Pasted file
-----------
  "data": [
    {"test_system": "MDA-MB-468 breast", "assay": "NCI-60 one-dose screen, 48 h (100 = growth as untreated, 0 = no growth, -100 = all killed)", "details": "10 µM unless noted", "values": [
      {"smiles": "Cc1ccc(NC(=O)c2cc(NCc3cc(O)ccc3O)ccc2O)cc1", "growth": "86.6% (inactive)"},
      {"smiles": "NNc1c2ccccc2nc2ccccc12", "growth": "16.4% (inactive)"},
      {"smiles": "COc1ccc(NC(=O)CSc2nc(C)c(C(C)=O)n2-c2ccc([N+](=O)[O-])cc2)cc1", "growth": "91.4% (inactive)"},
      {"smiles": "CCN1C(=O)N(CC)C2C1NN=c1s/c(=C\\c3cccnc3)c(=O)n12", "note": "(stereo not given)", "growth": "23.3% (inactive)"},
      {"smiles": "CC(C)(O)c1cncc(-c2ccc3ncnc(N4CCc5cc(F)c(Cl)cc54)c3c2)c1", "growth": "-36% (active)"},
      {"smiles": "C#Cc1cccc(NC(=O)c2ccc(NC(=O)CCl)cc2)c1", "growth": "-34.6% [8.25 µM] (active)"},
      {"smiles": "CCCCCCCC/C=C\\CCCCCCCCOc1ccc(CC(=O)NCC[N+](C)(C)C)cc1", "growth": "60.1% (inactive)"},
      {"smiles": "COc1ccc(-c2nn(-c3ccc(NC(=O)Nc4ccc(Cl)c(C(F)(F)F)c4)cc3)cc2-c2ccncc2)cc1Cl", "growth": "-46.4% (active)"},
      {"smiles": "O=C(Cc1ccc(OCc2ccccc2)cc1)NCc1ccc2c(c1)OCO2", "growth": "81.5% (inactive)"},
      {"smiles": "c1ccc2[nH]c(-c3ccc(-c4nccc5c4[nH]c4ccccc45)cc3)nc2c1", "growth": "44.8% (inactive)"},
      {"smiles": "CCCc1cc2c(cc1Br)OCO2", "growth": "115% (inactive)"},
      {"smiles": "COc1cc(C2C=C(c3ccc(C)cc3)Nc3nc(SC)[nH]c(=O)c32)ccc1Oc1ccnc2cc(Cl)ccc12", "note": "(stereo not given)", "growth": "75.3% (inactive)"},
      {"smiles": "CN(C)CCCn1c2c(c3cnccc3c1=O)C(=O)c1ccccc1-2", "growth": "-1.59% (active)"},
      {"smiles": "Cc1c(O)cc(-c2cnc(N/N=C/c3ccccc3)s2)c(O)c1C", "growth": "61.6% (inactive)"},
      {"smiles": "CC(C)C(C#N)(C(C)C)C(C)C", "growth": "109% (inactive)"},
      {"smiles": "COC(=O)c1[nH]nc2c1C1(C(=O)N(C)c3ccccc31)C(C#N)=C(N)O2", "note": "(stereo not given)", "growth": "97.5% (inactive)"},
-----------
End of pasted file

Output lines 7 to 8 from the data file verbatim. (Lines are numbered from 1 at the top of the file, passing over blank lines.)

      {"smiles": "CC(C)(O)c1cncc(-c2ccc3ncnc(N4CCc5cc(F)c(Cl)cc54)c3c2)c1", "growth": "-36% (active)"},
      {"smiles": "C#Cc1cccc(NC(=O)c2ccc(NC(=O)CCl)cc2)c1", "growth": "-34.6% [8.25 µM] (active)"},